View Description Hide DescriptionRuelle has proven that the solutions of the Kirkwood‐Salsburg equation for a finite volume Λ become, in the limit as Λ → ∞, the solutions to the Kirkwood‐Salsburg equation for an infinite volume, i.e.,.The form of ε is not obtained. We show that for the first order contribution to the solution of the Kirkwood‐Salsburg equations obtained via a perturbation scheme developed in an earlier paper that,where k′_{a} is a positive real constant which can be specified and R is the minimum distance from the container walls to the particles of the system.

Proof of Zwanzig's rule of ``planar'' graphs
View Description Hide DescriptionA rigorous proof is given of Zwanzig's conjecture that only planar graphs contribute to the virial coefficients of discreet‐orientation models for a fluid of long thin rods. The proof makes use of relations between connected graphs and ``trees''—the simplest type of connected graphs.

Note on space‐times that admit constant electromagnetic fields
View Description Hide DescriptionAll space‐times that admit a covariantly constant, test, electromagnetic field are constructed. All solutions to the Einstein‐Maxwell equations with constant electromagnetic field are given.

Exact nearest neighbor degeneracy for dumbbells on a one‐dimensional lattice space
View Description Hide DescriptionRelationships are developed which describe exactly the degeneracy associated with nearest neighbor pairs of occupied sites (1–1), mixed sites (0–1), and vacant sites (0–0) for dumbbells distributed on a one‐dimensional lattice space. The first moments of these statistics are calculated, thereby permitting an evaluation of the error inherent in the use of the Bragg‐Williams approximation for this situation.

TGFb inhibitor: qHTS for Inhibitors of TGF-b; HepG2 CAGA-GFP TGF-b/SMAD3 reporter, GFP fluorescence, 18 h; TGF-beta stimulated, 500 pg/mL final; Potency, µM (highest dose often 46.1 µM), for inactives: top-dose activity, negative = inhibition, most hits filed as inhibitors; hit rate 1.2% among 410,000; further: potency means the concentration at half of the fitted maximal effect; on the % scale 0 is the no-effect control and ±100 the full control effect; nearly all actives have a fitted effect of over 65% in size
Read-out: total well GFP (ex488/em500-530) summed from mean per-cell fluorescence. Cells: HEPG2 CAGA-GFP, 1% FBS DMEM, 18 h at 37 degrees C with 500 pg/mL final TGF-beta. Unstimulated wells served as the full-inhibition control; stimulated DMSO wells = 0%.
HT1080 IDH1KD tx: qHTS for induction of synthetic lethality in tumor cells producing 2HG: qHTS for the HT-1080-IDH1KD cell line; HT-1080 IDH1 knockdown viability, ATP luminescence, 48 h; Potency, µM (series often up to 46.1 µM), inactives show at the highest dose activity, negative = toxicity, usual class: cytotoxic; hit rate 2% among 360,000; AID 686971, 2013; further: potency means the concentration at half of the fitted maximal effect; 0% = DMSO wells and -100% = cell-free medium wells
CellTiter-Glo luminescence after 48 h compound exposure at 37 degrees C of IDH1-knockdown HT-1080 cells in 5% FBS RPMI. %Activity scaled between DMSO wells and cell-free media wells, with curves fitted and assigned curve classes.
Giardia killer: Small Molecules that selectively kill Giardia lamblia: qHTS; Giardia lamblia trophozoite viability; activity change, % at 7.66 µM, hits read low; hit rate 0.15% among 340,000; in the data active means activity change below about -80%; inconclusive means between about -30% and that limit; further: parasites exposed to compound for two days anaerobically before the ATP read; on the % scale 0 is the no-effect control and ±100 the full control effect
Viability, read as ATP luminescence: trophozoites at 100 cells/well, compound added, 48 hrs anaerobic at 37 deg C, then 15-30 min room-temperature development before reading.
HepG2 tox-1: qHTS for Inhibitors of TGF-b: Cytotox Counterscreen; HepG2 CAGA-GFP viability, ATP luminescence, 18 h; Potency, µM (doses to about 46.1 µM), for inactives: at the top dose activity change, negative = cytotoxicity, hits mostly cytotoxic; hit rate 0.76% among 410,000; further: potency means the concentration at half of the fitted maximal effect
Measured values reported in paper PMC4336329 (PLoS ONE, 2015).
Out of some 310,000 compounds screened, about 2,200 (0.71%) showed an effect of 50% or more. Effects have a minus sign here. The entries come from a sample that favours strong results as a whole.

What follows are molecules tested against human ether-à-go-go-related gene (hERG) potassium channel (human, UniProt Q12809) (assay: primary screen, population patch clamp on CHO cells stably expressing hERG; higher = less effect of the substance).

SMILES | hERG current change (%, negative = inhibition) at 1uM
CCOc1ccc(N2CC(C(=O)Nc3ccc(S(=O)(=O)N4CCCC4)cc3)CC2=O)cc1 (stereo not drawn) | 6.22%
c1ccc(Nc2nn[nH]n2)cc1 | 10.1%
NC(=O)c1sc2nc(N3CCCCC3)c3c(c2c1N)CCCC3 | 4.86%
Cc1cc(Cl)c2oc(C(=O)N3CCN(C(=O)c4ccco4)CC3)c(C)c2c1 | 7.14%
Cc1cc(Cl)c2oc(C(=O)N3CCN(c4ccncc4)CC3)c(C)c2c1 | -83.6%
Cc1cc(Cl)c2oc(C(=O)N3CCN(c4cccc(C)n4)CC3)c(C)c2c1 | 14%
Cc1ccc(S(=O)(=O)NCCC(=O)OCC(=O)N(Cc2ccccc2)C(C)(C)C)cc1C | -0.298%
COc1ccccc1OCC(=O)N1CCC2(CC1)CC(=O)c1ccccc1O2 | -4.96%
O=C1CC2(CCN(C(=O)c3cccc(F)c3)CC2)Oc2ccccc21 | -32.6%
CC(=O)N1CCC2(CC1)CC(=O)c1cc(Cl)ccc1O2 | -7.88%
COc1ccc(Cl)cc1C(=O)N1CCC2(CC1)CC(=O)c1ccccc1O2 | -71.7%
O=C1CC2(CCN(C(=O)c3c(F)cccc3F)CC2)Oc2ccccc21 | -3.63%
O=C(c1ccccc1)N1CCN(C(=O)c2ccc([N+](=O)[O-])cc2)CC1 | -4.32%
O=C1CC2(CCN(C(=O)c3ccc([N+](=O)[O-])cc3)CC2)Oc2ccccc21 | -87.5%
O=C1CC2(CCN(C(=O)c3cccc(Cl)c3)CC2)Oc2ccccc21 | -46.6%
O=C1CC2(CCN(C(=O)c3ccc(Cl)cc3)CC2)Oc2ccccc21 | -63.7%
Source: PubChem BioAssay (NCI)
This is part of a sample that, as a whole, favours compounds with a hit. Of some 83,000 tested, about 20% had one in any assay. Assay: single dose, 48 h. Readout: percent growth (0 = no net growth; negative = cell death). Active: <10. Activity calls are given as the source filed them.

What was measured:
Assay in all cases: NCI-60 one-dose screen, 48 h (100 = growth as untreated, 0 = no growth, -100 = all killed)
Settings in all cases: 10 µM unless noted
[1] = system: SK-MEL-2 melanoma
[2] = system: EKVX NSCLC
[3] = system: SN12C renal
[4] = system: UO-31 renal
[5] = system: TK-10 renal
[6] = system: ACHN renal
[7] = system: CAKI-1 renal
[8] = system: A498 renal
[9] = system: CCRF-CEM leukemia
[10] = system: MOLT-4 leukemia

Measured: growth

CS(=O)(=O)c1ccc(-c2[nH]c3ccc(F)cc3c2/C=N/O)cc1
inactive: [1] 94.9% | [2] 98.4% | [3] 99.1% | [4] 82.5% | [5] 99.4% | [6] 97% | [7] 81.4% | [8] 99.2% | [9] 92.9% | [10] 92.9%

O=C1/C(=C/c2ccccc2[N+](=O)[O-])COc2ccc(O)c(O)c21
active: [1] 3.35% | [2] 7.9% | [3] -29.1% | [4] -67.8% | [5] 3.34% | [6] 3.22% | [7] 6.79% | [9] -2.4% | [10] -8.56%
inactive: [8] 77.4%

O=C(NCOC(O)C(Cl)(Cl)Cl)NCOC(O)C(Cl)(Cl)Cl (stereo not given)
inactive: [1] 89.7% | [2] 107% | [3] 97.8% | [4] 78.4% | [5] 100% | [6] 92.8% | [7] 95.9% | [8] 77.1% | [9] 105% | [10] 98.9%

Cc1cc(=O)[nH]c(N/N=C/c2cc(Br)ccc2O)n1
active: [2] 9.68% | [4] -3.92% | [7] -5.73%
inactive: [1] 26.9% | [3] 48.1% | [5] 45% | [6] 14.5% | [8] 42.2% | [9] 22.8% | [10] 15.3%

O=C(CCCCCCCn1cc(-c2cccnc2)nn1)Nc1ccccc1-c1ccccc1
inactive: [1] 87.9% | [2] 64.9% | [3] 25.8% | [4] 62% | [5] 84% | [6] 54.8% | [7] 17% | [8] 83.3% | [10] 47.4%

Gel'fand‐pattern technique applied to the physically important decomposition of S U(6)
View Description Hide DescriptionExplicit and easily computable formulas for the physical quantum numbers I _{3}, Y, and S _{3}, and also two additional quantum numbers for all states spanning an arbitrary irreducible representation of S U(6) are obtained by using Gel'fand‐pattern technique. This result is accomplished by establishing a correspondence between the 3 diagonal generators + 2 ``quark‐spin'' generators, and the 5 ``canonical'' generators H _{1} − H _{5}, the eigenvalues of which are given by the Gel'fand patterns of S U(6) in the ordinary way. The content of the S U(6) representations taken as examples is displayed explicitly. The possibility of doing this suggests that Gel'fand patterns may be useful even in a nonmaximal decomposition, although the patterns are intrinsically linked to the ``canonical'' chain of decomposition: . The procedure developed in the case of S U(6) is generalized to the twofold nonmaximal decomposition of .

Some observations on the operator H=−(1/2)d ^{2}/dx ^{2} +m ^{2} x ^{2}/2+g/x ^{2}